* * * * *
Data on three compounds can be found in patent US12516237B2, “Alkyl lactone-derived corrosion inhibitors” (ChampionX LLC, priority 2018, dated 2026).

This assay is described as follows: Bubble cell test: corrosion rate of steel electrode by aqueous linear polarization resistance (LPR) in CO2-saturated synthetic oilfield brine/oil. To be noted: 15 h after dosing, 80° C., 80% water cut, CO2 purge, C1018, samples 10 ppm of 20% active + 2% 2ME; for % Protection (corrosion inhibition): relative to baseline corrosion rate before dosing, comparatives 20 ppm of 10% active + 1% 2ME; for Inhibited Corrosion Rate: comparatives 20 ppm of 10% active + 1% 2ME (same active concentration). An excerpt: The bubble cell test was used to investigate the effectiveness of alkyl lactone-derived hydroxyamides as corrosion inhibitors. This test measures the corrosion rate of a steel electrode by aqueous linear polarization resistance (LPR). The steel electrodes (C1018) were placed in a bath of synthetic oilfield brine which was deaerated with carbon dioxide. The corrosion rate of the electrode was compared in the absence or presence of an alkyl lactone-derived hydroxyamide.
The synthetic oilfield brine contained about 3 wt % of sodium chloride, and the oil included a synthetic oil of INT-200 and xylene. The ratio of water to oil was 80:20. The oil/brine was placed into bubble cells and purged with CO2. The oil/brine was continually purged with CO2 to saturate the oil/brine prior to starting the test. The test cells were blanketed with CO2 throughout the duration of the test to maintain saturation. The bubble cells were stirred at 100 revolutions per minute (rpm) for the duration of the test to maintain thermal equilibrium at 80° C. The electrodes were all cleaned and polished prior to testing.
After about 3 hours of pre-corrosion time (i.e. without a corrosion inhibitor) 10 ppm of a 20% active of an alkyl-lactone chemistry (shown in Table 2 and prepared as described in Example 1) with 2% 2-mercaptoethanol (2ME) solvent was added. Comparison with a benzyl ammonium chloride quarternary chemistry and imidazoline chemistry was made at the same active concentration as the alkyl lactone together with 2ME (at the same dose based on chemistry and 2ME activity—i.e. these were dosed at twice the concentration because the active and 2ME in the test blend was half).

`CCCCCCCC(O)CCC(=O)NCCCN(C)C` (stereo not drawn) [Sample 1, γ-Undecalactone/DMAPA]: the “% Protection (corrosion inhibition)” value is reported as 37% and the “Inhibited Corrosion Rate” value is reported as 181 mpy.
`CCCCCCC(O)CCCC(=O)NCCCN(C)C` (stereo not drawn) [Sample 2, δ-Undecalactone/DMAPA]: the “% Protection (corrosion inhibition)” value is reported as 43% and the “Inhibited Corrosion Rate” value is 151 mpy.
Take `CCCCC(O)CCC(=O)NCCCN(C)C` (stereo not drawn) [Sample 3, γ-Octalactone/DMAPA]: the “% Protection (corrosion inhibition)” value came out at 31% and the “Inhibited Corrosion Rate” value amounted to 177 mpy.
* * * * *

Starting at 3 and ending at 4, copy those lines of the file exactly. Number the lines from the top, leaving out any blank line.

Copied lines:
The synthetic oilfield brine contained about 3 wt % of sodium chloride, and the oil included a synthetic oil of INT-200 and xylene. The ratio of water to oil was 80:20. The oil/brine was placed into bubble cells and purged with CO2. The oil/brine was continually purged with CO2 to saturate the oil/brine prior to starting the test. The test cells were blanketed with CO2 throughout the duration of the test to maintain saturation. The bubble cells were stirred at 100 revolutions per minute (rpm) for the duration of the test to maintain thermal equilibrium at 80° C. The electrodes were all cleaned and polished prior to testing.
After about 3 hours of pre-corrosion time (i.e. without a corrosion inhibitor) 10 ppm of a 20% active of an alkyl-lactone chemistry (shown in Table 2 and prepared as described in Example 1) with 2% 2-mercaptoethanol (2ME) solvent was added. Comparison with a benzyl ammonium chloride quarternary chemistry and imidazoline chemistry was made at the same active concentration as the alkyl lactone together with 2ME (at the same dose based on chemistry and 2ME activity—i.e. these were dosed at twice the concentration because the active and 2ME in the test blend was half).